Some members of the public wanted to rally together to provide better food for the workers, after seeing photos of the lacklustre meals catered following the quarantine order. Some 200,000 foreign workers live in 43 purpose-built dormitories in Singapore, according to the country’s manpower minister.
The dormitories were like a time bomb waiting to explode. They have now exploded with many infected workers.
Tommy Koh, ambassador-at-large, Singapore
Why are migrants vulnerable?
In the region, migrant workers take on roles in construction, cleaning, manufacturing and other sectors. They help to build roads and homes, clear rubbish, maintain facilities and catch and process seafood. Many of the roles are low-paying and some workers incur significant debts to secure their jobs.
In Thailand and Malaysia, some Covid-19 measures have put migrant workers either at risk, or out of a job. Malaysia’s movement control order impacted livelihoods, including for undocumented workers. Thailand’s lockdown left tens of thousands of migrant workers from neighbouring Laos, Myanmar and Cambodia out of a job and scrambling to leave the country via its land checkpoints. This led to fears of the virus spreading to countries and towns without the medical facilities to cope with an influx of cases.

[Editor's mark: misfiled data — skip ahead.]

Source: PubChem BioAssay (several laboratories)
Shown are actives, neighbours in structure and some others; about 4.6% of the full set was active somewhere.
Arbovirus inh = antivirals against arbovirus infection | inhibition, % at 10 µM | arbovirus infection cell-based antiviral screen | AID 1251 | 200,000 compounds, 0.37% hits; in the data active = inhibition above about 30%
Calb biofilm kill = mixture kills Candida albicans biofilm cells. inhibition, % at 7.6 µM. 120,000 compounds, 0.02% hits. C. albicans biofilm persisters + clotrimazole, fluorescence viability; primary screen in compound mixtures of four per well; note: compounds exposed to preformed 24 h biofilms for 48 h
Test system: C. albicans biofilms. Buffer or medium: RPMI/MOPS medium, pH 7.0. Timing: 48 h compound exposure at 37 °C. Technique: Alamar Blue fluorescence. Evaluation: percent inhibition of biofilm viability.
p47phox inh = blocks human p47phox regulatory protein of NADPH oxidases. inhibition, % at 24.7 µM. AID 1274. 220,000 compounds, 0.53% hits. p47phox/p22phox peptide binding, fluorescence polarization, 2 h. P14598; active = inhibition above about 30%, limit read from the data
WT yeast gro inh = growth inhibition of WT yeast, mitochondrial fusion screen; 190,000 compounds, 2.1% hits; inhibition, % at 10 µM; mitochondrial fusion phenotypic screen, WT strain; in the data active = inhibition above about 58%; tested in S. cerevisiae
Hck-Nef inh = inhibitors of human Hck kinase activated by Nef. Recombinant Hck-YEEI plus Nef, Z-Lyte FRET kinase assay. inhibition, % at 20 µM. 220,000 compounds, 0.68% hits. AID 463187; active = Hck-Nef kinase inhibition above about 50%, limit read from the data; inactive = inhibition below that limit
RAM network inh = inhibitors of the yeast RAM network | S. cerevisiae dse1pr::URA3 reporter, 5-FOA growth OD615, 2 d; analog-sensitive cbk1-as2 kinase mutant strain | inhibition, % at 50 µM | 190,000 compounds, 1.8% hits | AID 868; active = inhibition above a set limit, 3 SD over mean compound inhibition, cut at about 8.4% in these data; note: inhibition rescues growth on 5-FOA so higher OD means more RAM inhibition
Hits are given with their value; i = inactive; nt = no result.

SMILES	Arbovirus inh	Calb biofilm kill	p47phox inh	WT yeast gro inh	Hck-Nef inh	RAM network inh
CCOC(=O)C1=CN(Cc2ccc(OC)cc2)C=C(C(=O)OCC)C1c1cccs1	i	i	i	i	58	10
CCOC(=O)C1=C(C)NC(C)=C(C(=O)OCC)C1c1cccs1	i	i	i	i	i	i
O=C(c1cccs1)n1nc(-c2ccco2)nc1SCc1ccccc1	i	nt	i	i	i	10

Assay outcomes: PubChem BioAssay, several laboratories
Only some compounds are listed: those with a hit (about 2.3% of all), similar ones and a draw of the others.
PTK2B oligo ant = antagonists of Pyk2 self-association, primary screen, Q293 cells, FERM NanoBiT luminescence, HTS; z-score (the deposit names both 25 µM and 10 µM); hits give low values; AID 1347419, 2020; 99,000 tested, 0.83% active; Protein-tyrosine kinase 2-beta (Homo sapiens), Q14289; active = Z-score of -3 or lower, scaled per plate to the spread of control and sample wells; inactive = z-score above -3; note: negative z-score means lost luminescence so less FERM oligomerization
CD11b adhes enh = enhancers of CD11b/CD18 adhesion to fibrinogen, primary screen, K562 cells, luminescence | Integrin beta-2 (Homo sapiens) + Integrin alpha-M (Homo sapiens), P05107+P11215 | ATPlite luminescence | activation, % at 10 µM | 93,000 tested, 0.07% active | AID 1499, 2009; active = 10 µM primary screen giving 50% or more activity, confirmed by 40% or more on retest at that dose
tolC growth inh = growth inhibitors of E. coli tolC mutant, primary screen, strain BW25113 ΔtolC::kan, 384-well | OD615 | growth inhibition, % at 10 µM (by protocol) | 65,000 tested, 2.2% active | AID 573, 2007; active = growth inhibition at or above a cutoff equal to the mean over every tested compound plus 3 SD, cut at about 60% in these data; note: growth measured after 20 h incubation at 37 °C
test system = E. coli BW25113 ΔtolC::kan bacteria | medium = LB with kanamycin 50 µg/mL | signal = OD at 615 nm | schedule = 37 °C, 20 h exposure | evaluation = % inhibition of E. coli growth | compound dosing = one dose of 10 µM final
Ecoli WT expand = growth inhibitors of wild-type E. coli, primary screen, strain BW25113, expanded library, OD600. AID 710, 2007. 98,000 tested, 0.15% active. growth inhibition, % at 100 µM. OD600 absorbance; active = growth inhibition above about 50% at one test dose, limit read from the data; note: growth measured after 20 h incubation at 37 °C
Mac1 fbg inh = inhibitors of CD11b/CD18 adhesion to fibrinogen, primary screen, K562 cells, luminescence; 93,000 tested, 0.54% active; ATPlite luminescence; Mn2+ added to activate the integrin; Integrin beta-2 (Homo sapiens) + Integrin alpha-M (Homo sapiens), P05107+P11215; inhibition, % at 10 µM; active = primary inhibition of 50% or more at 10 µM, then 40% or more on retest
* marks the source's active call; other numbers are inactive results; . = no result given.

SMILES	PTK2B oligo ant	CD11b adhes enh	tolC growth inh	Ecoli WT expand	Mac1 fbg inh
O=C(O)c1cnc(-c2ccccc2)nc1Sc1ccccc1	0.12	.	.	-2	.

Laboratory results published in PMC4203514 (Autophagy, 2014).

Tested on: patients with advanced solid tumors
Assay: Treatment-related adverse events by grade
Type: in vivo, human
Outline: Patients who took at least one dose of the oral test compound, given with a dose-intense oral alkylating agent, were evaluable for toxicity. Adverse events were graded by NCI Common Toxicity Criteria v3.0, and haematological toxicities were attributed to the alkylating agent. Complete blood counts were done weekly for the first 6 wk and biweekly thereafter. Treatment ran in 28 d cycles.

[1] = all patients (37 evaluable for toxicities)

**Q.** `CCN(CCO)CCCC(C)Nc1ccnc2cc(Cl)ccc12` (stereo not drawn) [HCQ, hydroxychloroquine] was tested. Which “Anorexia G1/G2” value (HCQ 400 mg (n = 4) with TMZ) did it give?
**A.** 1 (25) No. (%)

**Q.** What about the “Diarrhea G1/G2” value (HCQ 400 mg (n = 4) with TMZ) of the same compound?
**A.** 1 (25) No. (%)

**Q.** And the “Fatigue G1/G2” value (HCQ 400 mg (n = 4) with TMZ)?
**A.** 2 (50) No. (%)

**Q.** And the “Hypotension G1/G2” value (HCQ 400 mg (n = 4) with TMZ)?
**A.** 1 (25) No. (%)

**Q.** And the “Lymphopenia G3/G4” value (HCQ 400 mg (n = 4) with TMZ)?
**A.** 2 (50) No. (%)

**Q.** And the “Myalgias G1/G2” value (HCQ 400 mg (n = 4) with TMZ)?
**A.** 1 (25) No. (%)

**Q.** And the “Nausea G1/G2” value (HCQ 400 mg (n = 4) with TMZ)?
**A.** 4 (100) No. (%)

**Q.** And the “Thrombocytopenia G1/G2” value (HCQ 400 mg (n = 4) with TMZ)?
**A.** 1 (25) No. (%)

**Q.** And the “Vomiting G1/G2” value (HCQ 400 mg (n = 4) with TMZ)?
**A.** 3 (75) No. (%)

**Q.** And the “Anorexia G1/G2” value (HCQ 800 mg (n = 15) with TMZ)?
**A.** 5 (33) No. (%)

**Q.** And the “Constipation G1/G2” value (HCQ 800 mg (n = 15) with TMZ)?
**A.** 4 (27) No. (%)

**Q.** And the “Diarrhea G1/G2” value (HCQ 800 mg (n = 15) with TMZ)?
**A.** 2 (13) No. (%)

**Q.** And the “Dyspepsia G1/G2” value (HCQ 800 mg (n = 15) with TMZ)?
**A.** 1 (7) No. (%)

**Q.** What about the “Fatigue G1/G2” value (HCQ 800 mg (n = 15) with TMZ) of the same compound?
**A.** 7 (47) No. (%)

Migrant rights groups and advocates have called for a more equitable and inclusive response to Covid-19 by countries. The virus does not discriminate, said four United Nations agencies including the International Organisation for Migration in a statement last month.
“This disease can be controlled only if there is an inclusive approach which protects every individual’s rights to life and health. Migrants and refugees are disproportionately vulnerable to exclusion, stigma and discrimination, particularly when undocumented,” they said. “To avert a catastrophe, governments must do all they can to protect the rights and the health of everyone. Protecting the rights and the health of all people will in fact help control the spread of the virus.”